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FISHERIES MANAGEMENT. A fisherman (not seen) in the top photo inspects fish caught using the beach seine method at the coastal waters of Tanauan, Leyte, the Philippines, in this October 26, 2022 file photo. In the bottom photo, fishermen pull their nets using the same method. Non-governmental organizations are working with the government to adopt science-based, sustainable fishing practices. (AP Photos/Aaron Favila, File)

Fish are laid out to dry at a beach in Tanauan, Leyte, the Philippines, in this October 27, 2022 file photo. (AP Photo/Aaron Favila, File)

From The Asian Reporter, V33, #5 (May 1, 2023), page 5.

Philippines tries to bring back small fish key to rural diet

By Joeal Calupitan and Patrick Whittle

The Associated Press

TANAUAN, Leyte, The Philippines ó The Philippines, a nation made up of thousands of islands, is home to about 1.6 million people who work in fisheries, and the majority of those fishers are small-scale harvesters who collectively catch almost half of the nationís fish.

Years of market pressures, lack of fisheries management, and unchecked overfishing from larger commercial fishers have led to a decline in small fish such as sardines that rural coastal communities in the country of about 110 million people depend on. Data is not available on the state of many fish stocks, but the conservation group Oceana has said more than 75% of the nationís fishing grounds are depleted.

The problem of overfishing is especially detrimental to the countryís poorest people, many of whom earn their livings by fishing, said Ruperto Aleroza, an anti-poverty activist who has spent decades harvesting small fish like sardines and round scad from the waters around the archipelago. The small fish are important to the diet in parts of the Philippines where other sources of protein are not available, he said. The fish are used in traditional dishes such as kinilaw, a raw fish dish similar to ceviche.

"We fisherfolk are the second to the poorest in our country" behind only farmers, Aleroza said.

The challenge overfishing poses to people who earn their living from the sea and who count on fish for protein in their diet is being experienced throughout the world. As overfishing is impacting kinilaw in the Philippines, itís affecting traditional dishes and ways of life in places such as the Bahamas, where scientists and government officials worry the commercial fishing of conch, a marine snail central to the diet and identity of the island nation, may soon no longer be feasible. And in Senegal, overfishing has largely wiped out white grouper, long the basis for the national dish of thieboudienne.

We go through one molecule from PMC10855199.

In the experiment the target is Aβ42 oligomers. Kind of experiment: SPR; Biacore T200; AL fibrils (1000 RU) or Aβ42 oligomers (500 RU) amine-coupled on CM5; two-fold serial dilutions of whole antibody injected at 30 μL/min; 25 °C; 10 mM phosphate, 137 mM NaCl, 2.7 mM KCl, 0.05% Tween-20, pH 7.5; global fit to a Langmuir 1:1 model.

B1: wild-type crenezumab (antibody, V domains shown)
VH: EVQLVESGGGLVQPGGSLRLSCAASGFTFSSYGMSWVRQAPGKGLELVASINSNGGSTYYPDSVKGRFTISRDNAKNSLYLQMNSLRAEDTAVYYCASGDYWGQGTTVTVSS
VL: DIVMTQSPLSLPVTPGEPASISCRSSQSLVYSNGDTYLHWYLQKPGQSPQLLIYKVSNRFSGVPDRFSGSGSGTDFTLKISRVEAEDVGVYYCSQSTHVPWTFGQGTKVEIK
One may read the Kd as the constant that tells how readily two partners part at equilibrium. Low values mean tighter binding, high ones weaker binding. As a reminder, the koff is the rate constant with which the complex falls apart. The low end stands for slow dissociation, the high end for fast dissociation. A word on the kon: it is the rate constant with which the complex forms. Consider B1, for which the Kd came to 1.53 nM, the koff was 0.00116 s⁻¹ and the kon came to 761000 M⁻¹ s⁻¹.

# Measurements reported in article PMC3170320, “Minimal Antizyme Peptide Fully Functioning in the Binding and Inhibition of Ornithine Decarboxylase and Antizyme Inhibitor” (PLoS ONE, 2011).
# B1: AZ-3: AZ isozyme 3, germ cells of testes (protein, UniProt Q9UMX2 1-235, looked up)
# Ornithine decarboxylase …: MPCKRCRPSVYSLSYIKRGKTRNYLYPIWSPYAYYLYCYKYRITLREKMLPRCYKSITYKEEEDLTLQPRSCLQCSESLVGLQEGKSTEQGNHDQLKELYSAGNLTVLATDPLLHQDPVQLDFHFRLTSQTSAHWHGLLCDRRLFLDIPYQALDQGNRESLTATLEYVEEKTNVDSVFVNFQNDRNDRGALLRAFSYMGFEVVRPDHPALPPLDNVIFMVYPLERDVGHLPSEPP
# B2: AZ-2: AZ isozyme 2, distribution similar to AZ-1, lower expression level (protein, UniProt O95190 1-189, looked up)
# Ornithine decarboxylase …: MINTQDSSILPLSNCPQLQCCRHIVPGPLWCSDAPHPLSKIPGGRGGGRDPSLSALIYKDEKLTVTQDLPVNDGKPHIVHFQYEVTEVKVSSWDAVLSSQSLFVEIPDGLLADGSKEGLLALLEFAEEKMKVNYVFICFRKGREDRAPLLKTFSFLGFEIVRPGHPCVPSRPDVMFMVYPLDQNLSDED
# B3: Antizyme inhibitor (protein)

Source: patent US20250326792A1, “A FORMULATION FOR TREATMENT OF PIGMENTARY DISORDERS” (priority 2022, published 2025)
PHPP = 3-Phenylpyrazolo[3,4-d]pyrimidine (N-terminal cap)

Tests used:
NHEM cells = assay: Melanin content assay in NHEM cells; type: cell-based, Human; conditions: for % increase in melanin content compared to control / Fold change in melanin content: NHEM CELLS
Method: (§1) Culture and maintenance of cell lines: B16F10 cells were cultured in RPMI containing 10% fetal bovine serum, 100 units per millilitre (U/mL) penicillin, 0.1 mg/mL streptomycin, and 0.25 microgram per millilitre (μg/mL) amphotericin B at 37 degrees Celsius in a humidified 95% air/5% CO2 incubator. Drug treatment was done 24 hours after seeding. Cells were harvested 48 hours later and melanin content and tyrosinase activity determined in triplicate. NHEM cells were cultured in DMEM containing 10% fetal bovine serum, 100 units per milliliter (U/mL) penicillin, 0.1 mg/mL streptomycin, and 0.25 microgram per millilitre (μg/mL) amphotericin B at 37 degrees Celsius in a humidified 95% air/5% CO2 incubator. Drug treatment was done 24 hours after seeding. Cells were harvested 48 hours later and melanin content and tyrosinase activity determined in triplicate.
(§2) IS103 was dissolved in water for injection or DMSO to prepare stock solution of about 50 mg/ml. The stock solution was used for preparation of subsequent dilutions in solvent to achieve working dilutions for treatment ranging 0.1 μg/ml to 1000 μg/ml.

Aleroza blames years of poor fishing management and unsustainable fishing practices for taking away both a way of life and a key source of protein for some of this nationís poorest people.

"It is threatening the local food source. We canít feed our family. And itís worsening poverty of artisanal fishers," he said. "The overfishing worsens economic depression among us."

Recently, the country has begun to make strides in rebuilding fisheries with spawning closures, said Mudjekeewis Santos, a scientist with the Philippines Department of Agricultureís National Fisheries Research and Development Institute.

"And the communities are happy that happened, because their catch increased," he said. "Fish donít care about jurisdiction, and theyíre being decimated."

But there is much work left to be done, Santos said.

Non-governmental organizations such as the Environmental Defense Fund (EDF) are working with the Philippines government to adopt science-based, sustainable fishing practices, said Edwina Garchitorena, who leads those efforts for EDF in the country.

The problem goes beyond small fish. The loss of small, ocean-going fish such as anchovies is also devastating for larger fish, which eat the small fish, she said.

Garchitorena and others blamed the over-exploitation of larger fish species to meet international demand, which she said increased fishing pressure on the smaller fish stocks that live closer to the coast.

"Weíve systematically reduced every type of fish in the ocean," she said.

Whittle reported from Portland, Maine. This story was supported by funding from the Walton Family Foundation. The AP is solely responsible for all content.

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